A Public Repudiation of the Catholic Faith?

On February 4th 2019, Pope Francis and Ahmad Al-Tayyeb, the Grand Imam of Al-Azhar Mosque, signed a ‘Document on Human Fraternity‘. The document and its signing were public acts. It contains the following passage:

‘Freedom is a right of every person: each individual enjoys the freedom of belief, thought, expression and action. The pluralism and the diversity of religions, colour, sex, race and language are willed by God in His wisdom, through which He created human beings. This divine wisdom is the source from which the right to freedom of belief and the freedom to be different derives.’

Taken in its normal meaning, the statement that the pluralism and diversity of religions is willed by God in his wisdom is directly contrary to the Catholic faith. The pluralism and diversity of religions is an evil, and as such cannot be willed by God. These religions contradict each other on doctrinal and moral issues. It must therefore be the case that at least some of these religions are in error where they disagree; and it is a grave evil to hold false dogmatic and moral beliefs. Moreover, the Christian teaching is that there is only one true religion, the religion that worships the Most Holy Trinity. Religions that do not worship the Holy Trinity are false religions, that in themselves cause harm to their worshipers. As such, they are evils.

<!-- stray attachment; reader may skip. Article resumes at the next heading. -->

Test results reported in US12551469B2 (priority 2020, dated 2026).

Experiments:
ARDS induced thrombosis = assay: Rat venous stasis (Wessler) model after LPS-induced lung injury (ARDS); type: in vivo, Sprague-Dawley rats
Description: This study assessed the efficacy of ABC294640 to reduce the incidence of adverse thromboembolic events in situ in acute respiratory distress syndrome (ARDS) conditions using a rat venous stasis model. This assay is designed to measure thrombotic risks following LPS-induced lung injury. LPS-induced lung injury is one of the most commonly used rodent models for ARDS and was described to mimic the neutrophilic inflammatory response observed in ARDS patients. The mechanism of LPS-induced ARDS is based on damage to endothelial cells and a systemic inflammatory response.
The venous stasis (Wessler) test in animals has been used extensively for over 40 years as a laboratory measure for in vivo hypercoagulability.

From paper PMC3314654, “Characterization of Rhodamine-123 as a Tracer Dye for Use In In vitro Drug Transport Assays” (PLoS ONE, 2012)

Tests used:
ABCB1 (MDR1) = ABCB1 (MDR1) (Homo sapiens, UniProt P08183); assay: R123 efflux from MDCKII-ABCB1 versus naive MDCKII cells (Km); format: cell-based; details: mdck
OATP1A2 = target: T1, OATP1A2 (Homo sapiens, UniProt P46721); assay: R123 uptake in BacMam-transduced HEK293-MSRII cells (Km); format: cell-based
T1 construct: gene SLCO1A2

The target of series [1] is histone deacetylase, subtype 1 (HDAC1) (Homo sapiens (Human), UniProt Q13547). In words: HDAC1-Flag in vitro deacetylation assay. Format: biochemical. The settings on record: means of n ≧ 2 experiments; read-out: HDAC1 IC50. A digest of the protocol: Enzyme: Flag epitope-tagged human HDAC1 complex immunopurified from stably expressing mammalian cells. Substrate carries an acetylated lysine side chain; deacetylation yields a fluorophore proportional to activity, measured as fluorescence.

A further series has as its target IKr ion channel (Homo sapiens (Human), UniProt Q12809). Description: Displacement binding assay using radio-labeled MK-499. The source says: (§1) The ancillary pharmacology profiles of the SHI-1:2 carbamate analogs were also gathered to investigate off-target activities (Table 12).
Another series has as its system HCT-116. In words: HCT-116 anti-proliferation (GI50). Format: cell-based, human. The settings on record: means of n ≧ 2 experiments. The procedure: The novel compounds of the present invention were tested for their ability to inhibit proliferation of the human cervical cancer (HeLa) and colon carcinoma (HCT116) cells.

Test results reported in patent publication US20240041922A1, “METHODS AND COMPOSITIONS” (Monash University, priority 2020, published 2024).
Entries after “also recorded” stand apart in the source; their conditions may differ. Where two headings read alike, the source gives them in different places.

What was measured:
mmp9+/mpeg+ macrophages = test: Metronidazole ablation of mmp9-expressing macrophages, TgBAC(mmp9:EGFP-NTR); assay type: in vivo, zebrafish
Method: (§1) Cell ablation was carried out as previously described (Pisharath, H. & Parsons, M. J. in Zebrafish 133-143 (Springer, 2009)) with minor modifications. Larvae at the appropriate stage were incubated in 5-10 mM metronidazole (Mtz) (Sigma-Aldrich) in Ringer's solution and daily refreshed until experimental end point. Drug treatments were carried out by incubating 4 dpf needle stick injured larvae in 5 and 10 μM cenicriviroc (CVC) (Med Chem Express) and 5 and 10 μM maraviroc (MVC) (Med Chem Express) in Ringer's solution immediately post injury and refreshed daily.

Many Catholics are reluctant to see this assertion as an act of heresy or apostasy by Pope Francis. In order to do so, they must interpret these words in a sense that can be reconciled with Catholic teaching. Fr. John Zuhlsdorf has offered such an interpretation. He remarks:

When we speak of God’s will we make distinctions. God has an “active or positive will” and a “permissive will”. God’s “active will” concerns that which is good, true and beautiful. On the other hand, God has a “permissive will” by which He allows that things will take place that are not in accord with the order He established For example, God created Adam and Eve to live a certain way according to their nature and His will. However, He foresaw that they would fall and He permitted them to fall. By His active will they were to live a certain way. By His permissive will they strayed and fell. In the end, even all that God permits to go wrong will eventually be righted.

Applying the distinction between God’s active will and God’s permissive will to Pope Francis’s words, and interpreting the words as asserting that the plurality of religions is the object of God’s permissive will rather than of His active will, is the only way of understanding them in a Christian sense. The question is whether these words can be understood in this sense.

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